This project talks about an environmental transformation in the Apuan Alps of Tuscany, Italy. A fascinating place due to its geological, botanical and landscape characteristics—also the site where the famous, white Carrara marble is extracted.

Every year, approximately five million tons of the mountain are removed via its quarries—but only a minimal amount for ornamental use. In fact, 80% of the extracted marble is made up of fragments, mostly employed in the production of calcium carbonate. This material is widely used in industry, due to its unique properties and relatively low cost. It can be found in bleached paper, pharmaceuticals, cosmetics, foods, toothpaste, paints, glues, detergents, plastics, rubber, glass, ceramics…to name just a few! In short, a laundry list of the products that we use daily.

But every day, as well, the environmental impact increases. The landscape is undergoing irreversible changes. An appropriate response would be to take the calcium carbonate from elsewhere or perhaps to use other substances as substitutes. But no, we continue to extract and the mountains continue to shrivel.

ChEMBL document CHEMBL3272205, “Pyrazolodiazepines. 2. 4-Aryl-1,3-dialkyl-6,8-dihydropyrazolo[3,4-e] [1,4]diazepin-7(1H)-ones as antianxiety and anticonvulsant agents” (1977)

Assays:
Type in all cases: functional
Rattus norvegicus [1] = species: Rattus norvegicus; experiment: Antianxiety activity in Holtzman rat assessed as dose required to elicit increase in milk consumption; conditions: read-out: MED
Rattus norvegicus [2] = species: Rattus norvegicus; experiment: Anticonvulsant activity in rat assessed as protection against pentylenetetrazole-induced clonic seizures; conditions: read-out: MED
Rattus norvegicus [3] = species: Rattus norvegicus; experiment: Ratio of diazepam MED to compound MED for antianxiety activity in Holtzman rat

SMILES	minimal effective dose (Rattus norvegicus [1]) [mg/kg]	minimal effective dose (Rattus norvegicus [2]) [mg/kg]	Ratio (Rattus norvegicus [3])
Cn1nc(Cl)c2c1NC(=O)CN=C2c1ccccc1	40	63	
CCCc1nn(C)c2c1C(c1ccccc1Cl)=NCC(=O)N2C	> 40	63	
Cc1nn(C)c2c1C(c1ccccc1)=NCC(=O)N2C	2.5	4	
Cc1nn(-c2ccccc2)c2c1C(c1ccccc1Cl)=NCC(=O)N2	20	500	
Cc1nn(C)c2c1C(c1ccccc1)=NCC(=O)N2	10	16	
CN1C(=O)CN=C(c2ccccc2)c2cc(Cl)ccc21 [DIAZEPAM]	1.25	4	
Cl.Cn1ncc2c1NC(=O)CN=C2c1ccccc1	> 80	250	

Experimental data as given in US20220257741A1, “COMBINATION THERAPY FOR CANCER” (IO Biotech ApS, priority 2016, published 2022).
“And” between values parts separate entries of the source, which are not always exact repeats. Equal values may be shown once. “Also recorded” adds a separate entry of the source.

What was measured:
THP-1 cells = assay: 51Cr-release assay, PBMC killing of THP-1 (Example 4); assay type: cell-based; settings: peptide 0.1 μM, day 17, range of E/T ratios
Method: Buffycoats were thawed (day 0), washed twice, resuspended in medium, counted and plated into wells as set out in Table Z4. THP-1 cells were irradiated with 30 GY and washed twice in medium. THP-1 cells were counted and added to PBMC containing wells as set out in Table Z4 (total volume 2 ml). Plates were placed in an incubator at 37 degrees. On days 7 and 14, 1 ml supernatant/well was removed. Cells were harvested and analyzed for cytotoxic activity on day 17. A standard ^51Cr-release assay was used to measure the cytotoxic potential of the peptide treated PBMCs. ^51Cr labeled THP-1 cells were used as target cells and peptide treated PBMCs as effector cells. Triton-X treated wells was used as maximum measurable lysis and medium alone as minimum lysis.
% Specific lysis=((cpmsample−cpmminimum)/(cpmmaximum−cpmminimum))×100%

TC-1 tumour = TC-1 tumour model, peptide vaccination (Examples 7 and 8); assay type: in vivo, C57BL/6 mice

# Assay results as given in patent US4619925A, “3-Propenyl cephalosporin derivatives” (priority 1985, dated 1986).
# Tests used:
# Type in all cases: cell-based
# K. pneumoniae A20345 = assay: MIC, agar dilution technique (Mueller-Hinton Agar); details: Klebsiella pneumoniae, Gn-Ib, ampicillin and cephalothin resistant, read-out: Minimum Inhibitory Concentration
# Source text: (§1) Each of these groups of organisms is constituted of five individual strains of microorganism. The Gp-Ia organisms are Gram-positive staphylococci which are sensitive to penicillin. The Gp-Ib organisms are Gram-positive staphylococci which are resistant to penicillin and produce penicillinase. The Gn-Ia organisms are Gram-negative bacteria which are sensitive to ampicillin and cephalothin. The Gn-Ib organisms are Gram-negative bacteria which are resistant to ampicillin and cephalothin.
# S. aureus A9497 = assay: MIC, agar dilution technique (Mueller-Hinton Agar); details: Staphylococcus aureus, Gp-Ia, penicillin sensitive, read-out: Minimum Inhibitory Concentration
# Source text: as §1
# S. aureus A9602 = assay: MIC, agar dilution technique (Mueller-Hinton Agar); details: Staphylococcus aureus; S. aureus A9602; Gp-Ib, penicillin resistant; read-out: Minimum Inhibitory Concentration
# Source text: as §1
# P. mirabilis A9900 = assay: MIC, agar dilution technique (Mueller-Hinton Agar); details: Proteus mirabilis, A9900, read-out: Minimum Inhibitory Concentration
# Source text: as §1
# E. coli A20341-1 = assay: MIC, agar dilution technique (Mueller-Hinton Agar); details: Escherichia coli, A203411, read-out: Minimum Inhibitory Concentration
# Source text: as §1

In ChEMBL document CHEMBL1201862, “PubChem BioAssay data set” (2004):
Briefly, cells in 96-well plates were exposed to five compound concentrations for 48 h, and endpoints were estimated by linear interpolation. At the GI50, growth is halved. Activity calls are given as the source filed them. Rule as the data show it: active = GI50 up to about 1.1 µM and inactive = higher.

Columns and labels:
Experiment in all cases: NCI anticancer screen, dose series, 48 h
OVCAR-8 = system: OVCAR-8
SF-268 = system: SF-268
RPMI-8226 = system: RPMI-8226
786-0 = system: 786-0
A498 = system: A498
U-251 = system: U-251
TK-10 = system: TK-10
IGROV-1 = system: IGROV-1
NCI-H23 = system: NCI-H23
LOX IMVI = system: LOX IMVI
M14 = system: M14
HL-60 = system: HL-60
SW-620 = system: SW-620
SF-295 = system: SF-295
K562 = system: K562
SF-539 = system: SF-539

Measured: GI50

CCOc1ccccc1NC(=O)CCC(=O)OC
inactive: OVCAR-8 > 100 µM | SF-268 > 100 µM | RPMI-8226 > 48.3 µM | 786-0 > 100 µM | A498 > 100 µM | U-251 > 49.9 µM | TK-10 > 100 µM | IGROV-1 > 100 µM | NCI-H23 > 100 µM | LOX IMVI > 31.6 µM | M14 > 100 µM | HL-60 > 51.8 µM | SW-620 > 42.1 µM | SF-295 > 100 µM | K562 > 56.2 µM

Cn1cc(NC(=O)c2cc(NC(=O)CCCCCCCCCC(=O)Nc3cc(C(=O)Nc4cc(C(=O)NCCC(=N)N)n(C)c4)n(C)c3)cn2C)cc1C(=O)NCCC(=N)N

Thus, this mountain is a symbol of the environmental issues that are critical for our country (and our world). We need long-term strategies, oriented towards sustainable activities, in order to start a different trend. Otherwise the problem will be resolved only when the mountain has been completely erased.

—Andrea Foligni

Editors’ note: This conceptual landscape series investigates environmental transformations through an unusual lens. It was selected as a finalist in the LensCulture Exposure Awards 2015. Discover more inspiring work from all 31 of the winners and finalists.